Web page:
News / Utah / 

Work-family balance difficult for working dads, study says

Work-family balance difficult for working dads, study says



This archived news story is available only for your personal, non-commercial use. Information in the story may be outdated or superseded by additional information. Reading or replaying the story in its archived form does not constitute a republication of the story.

SALT LAKE CITY — With tough economic times, it's not uncommon for both mothers and fathers to work outside the home. A new Pew Research poll found both admit this isn't an ideal situation.

Of all the men surveyed, almost half say they don't spend enough time with their kids, and they're not happy about it.

"It's hearing about some story or some good time and you missed that," said Russell Cardon.


It's always great to see them, and work takes away from that, so it's kind of finding that balance.

–Chad Swan


Chad Swan says he wished he had more time with his kids.

"It's always great to see them, and work takes away from that, so it's kind of finding that balance," said Chad Swan.

It's a balance that's hard to find for these working dads between hours logged at the office, long commutes, and little time at home.

The Pew Research Center finds fathers devote only seven hours a week to child care, compared to mothers who spend 14 hours.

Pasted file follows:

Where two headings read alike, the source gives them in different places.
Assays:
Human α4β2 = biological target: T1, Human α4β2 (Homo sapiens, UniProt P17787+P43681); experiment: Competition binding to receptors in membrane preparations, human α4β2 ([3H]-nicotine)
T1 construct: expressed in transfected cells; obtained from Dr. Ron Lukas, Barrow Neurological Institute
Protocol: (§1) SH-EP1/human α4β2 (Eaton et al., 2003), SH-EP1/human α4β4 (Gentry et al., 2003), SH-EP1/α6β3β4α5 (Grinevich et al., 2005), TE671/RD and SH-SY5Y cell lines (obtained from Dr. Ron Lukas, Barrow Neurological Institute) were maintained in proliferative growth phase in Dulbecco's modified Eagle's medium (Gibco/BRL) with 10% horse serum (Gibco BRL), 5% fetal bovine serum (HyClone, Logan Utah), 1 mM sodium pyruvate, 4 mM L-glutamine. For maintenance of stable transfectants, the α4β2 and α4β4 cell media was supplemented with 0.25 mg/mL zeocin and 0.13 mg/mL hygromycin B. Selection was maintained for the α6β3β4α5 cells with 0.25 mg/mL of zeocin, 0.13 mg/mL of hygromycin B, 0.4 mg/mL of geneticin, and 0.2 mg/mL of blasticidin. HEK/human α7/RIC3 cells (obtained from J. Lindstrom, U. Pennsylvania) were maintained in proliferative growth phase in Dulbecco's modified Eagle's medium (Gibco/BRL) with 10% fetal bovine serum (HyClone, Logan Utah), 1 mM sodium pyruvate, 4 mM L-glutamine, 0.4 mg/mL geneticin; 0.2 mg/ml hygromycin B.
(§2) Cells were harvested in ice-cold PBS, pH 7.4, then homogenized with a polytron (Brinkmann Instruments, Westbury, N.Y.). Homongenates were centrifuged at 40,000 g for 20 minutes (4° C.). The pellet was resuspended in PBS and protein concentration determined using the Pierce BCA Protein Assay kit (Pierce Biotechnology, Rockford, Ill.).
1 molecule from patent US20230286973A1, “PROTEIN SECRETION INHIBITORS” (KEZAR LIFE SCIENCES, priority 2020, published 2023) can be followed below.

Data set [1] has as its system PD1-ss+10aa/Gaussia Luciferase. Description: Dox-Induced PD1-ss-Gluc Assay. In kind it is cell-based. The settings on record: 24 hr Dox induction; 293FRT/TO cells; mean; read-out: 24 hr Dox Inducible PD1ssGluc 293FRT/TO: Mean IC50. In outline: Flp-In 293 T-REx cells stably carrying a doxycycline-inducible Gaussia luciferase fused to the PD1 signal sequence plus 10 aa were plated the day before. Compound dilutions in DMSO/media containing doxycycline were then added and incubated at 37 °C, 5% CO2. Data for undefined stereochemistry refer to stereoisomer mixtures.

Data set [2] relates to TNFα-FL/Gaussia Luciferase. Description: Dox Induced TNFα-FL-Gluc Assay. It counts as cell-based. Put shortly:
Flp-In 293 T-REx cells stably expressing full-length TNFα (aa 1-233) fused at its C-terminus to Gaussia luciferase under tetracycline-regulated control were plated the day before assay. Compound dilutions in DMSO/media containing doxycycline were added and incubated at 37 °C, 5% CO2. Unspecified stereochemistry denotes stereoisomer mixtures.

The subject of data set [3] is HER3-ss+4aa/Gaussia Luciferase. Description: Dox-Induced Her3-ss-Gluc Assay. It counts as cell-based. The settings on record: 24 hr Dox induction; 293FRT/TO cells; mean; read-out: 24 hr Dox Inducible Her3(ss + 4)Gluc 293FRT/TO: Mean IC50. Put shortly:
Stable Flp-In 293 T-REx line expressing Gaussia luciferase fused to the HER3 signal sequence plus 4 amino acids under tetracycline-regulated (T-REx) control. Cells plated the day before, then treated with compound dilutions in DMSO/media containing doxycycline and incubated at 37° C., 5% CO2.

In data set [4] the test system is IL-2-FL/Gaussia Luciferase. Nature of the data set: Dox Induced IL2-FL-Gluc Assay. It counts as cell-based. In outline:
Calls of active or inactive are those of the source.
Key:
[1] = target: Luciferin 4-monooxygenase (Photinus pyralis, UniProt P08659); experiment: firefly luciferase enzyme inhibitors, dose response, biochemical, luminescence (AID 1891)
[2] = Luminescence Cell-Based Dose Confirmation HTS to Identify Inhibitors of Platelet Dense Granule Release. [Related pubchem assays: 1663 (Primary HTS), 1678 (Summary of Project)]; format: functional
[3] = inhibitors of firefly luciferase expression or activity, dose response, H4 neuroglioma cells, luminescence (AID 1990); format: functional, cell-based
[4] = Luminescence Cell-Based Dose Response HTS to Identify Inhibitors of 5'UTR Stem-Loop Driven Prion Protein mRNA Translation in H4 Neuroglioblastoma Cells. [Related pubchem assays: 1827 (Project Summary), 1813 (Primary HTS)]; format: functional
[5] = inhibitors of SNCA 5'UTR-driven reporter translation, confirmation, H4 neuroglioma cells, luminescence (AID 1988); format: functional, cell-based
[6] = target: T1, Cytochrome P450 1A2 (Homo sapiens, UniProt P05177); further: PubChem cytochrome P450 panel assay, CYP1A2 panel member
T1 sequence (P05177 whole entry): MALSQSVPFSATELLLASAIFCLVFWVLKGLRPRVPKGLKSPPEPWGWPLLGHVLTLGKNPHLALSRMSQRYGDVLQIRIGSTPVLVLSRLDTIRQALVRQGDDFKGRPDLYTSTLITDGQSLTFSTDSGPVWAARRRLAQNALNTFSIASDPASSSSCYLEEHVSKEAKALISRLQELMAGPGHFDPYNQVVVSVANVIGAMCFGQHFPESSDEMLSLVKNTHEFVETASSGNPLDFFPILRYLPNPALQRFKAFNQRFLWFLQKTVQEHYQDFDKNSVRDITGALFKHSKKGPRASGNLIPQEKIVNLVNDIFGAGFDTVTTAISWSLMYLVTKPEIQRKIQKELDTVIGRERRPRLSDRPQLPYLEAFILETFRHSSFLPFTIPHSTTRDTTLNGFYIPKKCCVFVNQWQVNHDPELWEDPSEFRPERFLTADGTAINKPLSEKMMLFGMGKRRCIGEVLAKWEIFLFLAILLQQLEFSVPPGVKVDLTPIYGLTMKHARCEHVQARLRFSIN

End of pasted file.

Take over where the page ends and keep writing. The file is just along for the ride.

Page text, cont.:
"If we had our choice we would probably split it equally, but it's just the nature of my job that I have to work fulltime," said Richard Dorsky.


If we had our choice we would probably split it equally, but it's just the nature of my job that I have to work fulltime.

–Richard Dorsky


Dorsky is a Professor at the University of Utah Medical School. He works about 50 hours a week, but is making changes so he has more time with his boys.

"I can arrange meetings and make time when my wife has to work so I can do things with the kids when they're not in school like today," Dorsky said.

So instead of standing in front of the classroom, he's on swing duty at the park.

Lawrence Hopper, is a Utah Highway Patrol trooper who works the swing shift.

"When I'm home, they're usually in school, and when they're home I'm at work," Hopper said. "I never feel like I can spend enough time with my kids."

But he's found a way to get in a little more time. Hopper joined the "Watch Dogs" in the Granite School District, a group that encourages dads to volunteer in their child's classroom.

And although the study found fathers spend only around seven hours a week with their kids, the number is going up. It's almost tripled since 1965.

Related Links

Ashley Kewish

    SIGN UP FOR THE KSL.COM NEWSLETTER

    Catch up on the top news and features from KSL.com, sent weekly.
    By subscribing, you acknowledge and agree to KSL.com's Terms of Use and Privacy Policy.

    KSL Weather Forecast